Reviewing a new book on art in Britain in the 18th century John Barrell suggests that ‘polite conversation, far from being the relaxed and informal activity it was supposed to be, was for many people, especially for those not born to it, apparently a trial by ordeal, or associated, at the least, more with anxiety than with ease’. I found this a timely reminder that ‘conversation’, polite or otherwise, and whether it’s constructed as a natural or a learned activity, works to rules which may not always be apparent and may not prove accessible to everyone. Taking part in group discussion can remain a challenge even with supportive facilitators. Since last summer I’ve been working with Caroline Holland and Jonathan Hughes in a largely unfunded, back-of-an-envelope, fashion on an approach to discussion called ‘Conversation into Action’. We’re experimenting with class-room techniques, using a group-work approach, and drawing on biographical materials. We’re asking how older people can intervene in policy debates about housing. And learning about what influences the housing decisions we make in later life. What follows here is an extended update based around our most recent BSG-funded workshop.
A new Mayor in London
On May 5th Londoners voted in a new mayor, Sadiq Khan. A week later the Tory government passed the Housing and Planning Act. This introduces ‘new measures to help people buy their own home and get houses built faster’. For Khan the coincidence is unfortunate. The government controlling the legislative arena is well to his right. The consensus encouraging him to take action is well to his left. Typical of those making demands on behalf of the city’s dispossessed are the housing activists writing to the Guardian:
‘London’s housing crisis directly benefits the global rich and any solution that plays to their tune is bound to fail. If Khan is serious about solving this crisis, his election promise to be “a mayor for all Londoners” needs rethinking. London needs a mayor for the 99%, not the richest 1%. Mayor Khan must build tens of thousands of council homes, particularly on public land like Bishopsgate, halt the demolition of estates in the name of “regeneration”, actively oppose the social cleansing of our city and protect private renters… Now more than ever, London needs a mayor who puts homes and people before profit.’
While Khan should be able to achieve improvements – he could start by registering all landlords across the city – he has so far done little to suggest he will take a radical approach. He may have already decided that lobbying for the wider legal powers needed to enforce rent control and to tax developers who hold land they won’t develop will not succeed. But many of us will want to see him try. The Guardian’s report on ‘The Tower for the Toffs’ has given him a chance to get on the front foot.
Older people an uneasy fit
But where do older people fit in? There are no organisations of older people listed among the twenty-five or so signatories to that Guardian letter. A recent policy announcement brackets ‘first-time buyers’ with ‘vulnerable and older people’ as if that’s how an ageing population must understand itself. While the city’s older residents are not unaffected by estate regeneration policies, for example, and are in some cases actively involved in campaigns, they are not on the whole prominent there. And older people’s campaigning groups, locally and nationally, have surprisingly little to say about housing – the National Pensioners Convention website lists neither campaigns nor publications. It’s not that the matter has been ignored – a report for the GLA last year called for a variety of lifetime homes, for making public land available for new social housing, for reining in incentives for capital gain, and the introduction of rent controls. But both the policy and practice focus seems primarily the province of alliances of charities and housing service providers.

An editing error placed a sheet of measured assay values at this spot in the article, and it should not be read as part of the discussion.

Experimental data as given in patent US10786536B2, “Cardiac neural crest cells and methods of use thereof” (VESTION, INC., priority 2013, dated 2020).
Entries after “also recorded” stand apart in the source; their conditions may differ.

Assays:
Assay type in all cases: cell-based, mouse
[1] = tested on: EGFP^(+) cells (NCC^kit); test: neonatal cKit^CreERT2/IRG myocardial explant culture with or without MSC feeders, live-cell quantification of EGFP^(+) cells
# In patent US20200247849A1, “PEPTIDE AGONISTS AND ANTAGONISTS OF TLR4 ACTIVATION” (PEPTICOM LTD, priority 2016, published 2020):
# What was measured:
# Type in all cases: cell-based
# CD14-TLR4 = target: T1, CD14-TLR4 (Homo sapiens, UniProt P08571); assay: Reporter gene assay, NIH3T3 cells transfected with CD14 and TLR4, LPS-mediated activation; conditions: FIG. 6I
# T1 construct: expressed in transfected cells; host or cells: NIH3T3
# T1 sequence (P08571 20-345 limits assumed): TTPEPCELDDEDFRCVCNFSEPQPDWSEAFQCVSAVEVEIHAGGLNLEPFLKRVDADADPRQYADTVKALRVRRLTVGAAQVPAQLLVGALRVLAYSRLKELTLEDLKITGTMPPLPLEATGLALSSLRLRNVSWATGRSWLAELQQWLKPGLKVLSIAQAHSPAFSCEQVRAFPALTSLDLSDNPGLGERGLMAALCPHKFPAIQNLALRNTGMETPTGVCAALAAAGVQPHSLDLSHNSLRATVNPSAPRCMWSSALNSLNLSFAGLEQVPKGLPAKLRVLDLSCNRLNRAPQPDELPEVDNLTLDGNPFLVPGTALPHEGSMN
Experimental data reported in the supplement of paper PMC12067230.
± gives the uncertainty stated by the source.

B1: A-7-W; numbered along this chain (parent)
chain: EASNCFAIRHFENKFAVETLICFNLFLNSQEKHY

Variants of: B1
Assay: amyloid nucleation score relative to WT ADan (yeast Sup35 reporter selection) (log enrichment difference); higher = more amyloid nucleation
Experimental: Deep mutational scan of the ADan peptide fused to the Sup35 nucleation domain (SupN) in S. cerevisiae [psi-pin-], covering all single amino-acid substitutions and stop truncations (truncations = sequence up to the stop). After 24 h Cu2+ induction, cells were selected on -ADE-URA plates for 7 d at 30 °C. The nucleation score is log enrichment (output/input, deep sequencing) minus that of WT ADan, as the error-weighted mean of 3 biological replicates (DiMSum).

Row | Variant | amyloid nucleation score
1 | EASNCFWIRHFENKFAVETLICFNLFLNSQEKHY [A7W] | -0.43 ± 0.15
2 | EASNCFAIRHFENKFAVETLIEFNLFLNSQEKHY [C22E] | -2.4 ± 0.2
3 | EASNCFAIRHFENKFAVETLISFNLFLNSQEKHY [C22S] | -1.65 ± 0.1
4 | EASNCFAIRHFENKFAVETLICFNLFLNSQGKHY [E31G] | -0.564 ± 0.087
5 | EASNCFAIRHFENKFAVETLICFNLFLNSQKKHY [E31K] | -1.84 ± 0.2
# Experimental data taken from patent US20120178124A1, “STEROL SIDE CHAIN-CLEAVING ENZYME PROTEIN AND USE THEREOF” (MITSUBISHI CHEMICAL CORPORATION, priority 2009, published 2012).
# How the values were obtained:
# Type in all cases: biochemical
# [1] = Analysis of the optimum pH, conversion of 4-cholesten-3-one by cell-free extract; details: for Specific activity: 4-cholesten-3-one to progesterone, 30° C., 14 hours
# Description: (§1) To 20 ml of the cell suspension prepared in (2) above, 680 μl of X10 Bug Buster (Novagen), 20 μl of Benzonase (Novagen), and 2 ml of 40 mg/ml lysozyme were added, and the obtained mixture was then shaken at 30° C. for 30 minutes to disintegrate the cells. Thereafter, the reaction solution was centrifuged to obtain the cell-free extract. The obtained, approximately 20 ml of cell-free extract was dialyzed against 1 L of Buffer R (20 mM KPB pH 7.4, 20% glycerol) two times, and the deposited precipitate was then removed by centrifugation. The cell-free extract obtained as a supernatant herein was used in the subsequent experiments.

Is this low profile evidence instead of pragmatism and self-interest on the part of the older public (given that nationally 75% of people over 65 own their own home)? A report for the Joseph Rowntree Foundation in 2012 highlighted some startling discrepancies:
‘Our research confirmed that there is limited choice for older people who want to move to both specialist and alternative mainstream housing, in terms of tenure, location, size, affordability and type of care or support. Housing providers tend to focus on retirement villages and housing with care when thinking about housing that is ‘suitable’ for older people. Despite the majority of older people owning their homes outright, 77 per cent of specialist housing is for rent and only 23 per cent for sale.’
For many older people the issues directly at stake will be of a reformist character, easily misrepresented as market discrepancies, and not easily accessible as political issues. The question of intragenerational inequality – the gap between those who are relatively secure and those who are destitute and homeless, or stuck in hospital because of the outrageous delays in administering and implementing Disabled Facilities Grants – looms large and contributes to fragmentation. People taking part in Conversation into Action have been interested in life-long learning and in the built environment, in policy and practice. Some are owner-occupiers, others are working alongside each other as tenants and leaseholders of social or public housing. Maria Brenton and Sheila Peace have joined our meetings, alongside members of the Association for Education and Ageing, the Ransackers Association, Kilburn Older Voices Exchange and other Camden residents.
The two meetings we’ve held so far have been undramatic. We’ve made short presentations. We’ve asked participants to bring material of their own. We’ve asked them to draw on material we’ve provided – make notes on the spot and present them to others. Some of this material has been historical, many of the responses personal and biographical. And we’ve set topics for discussion and debate – mostly these have been identified in advance, but one or twice they’ve been spur of the moment. We’ve had some disagreement about ‘facts’. Predictably we’ve generated more data than we can handle, so we’re struggling to keep up, to capture and sift it. And we’re finding it difficult to make clear the links with ‘action’, but that’s probably an aspect of the initiative which always indicated a longer gestation. Suffice to say for the moment the meaning of ‘action’ is less associated with (political) organising than with problem-solving and intensive review: this is not the Chomskyan model of ‘activism’. There has of course to be a concern that at points when austerity-driven policies are having such a violently disruptive impact on poor people’s lives and such a gross impact on our overall social fabric that the concerns we’re working with are a luxury or a distraction. But the recent argument that ‘truly effective protest against indebtedness will need to acknowledge the extent to which many indebted subjects may have invested in the strategies for future-making that are increasingly on offer in neoliberal societies’ could usefully be extended to examining many older people’s direct responses to housing insecurity and unfit accommodation.